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Russian nuclear-powered icebreaker sets Arctic speed record

August 17, 15:06 UTC+3 ST. PETERSBURG

The 50 Years of Victory nuclear-powered icebreaker has set a speed record in the northern route, covering the distance from Murmansk to the North Pole in 79 hours

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50 Let Pobedy nuclear-powered icebreaker

50 Let Pobedy nuclear-powered icebreaker

© Lev Fedoseev/TASS

ST. PETERSBURG, August 17. /TASS/. The 50 Let Pobedy (50 Years of Victory) nuclear-powered icebreaker has set a speed record in the northern route, covering the distance from Murmansk to the North Pole in 79 hours, the shipping director of Russia’s Atomflot nuclear fleet operator told TASS on Thursday.

This is twice as faster as the time shown by the Soviet-era Arktika nuclear-powered icebreaker in 1977 when a surface vessel reached the North Pole for the first time, Atomflot Shipping Director Andrei Smirnov said.

"The 50 Let Pobedy nuclear-powered icebreaker arrived at the North Pole at 02:33 Moscow time on August 17, 2017, making this journey to mark 40 years since the Arktika nuclear-powered icebreaker reached the North Pole for the first time in 1977. The journey was completed within record time limits - in 79 hours after sailing off from the Atomflot wharf," he said.

The Arktika icebreaker’s journey 40 years ago took 176 hours: it left Murmansk at 20:00 Moscow time on August 9, 1977 and reached the North Pole at 4:00 Moscow time on August 17.

The Pole was reached by a surface ship for the 124th time, Smirnov said. "Over 40 years, the Pole has been reached 124 times in surface navigation, including 111 times by Soviet and Russian vessels," he said.

This has also been a record cruise for 50 Let Pobedy Captain Dmitry Lobusov: he has reached the North Pole as the ship’s master for the 24th time. The previous record belongs to Yamal nuclear-powered icebreaker Captain Alexander Lembrik who conquered the North Pole 23 times.

Ice floes 40 years ago and today

The Arktika’s cruise to the North Pole was a journey to the unknown. "This was for the first time in the world that a surface ship was reaching the Pole and therefore we were preparing for a year-long drift. We took tractors onboard," said Viktor Boyarsky, chairman of the Polar Commission of the Russian Geographical Society.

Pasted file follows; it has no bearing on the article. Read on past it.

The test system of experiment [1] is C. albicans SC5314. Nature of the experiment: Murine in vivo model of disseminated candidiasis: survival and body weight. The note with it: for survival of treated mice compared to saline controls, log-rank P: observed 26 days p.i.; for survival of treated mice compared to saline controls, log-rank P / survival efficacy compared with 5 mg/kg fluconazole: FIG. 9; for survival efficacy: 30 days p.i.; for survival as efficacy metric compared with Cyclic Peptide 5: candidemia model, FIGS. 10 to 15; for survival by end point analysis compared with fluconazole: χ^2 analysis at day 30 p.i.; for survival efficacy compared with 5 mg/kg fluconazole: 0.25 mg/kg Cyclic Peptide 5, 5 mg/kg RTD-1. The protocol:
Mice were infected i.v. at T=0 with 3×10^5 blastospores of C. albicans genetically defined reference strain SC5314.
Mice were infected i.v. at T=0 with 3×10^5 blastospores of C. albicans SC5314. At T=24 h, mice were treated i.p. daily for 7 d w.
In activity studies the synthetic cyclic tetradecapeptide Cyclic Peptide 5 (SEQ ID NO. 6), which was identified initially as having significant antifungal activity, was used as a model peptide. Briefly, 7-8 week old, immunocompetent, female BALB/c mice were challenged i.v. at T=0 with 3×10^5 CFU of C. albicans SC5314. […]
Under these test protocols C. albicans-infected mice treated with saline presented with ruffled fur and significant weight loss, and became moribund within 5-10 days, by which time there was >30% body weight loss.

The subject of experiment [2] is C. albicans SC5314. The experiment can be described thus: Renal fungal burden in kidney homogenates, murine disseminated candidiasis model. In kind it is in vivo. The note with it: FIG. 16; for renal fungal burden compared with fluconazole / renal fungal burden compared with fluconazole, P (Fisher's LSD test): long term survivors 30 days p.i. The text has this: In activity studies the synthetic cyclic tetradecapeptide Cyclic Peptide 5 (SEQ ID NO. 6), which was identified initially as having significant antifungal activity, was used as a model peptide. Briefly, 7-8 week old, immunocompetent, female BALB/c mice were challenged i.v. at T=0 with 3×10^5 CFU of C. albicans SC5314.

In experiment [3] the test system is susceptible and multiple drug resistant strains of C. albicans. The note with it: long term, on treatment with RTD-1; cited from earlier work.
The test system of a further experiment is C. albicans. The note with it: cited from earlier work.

A decision was made to approach the North Pole from the East, from the New Siberian Islands, using the direction of the ice’s natural drifting.

According to him, the ice situation in the North Pole was quite different at that time than now: there were heavy years-old ices.

"Today you can travel to the Pole according to the schedule: there is no thick ice there now," said Boyarsky who has been organizing tours for foreign tourists to the North Pole since the mid-1990s.

Commemorative cruise

The cruise by the 50 Let Pobedy icebreaker under the command of Captain Dmitry Lobusov is devoted to 40 years since the North Pole was reached by a surface vessel for the first time and exactly matches the cruise by the Arktika icebreaker, which is honored for this achievement.

A conference has been organized aboard the 50 Let Pobedy icebreaker with the participation of representatives of both houses of Russia’s parliament, Rosatom civil nuclear power corporation and polar explorers of various generations. A diverse program of lectures and discussions has been prepared for the cruise’s participants and their participation in hoisting the Russian flag on the North Pole. All those who wish so will be given a possibility to swim in the Arctic Ocean at the top of the planet.

Family of icebreakers

The Arktika was the first icebreaker of its series. Then the Baltic Shipyard in Leningrad (currently St. Petersburg) built another 5 such icebreakers under the same project: the Sibir (1977), the

Rossiya (1985), the Soviet Union (1989), the Yamal (1992) and the 50 Let Pobedy (2007).

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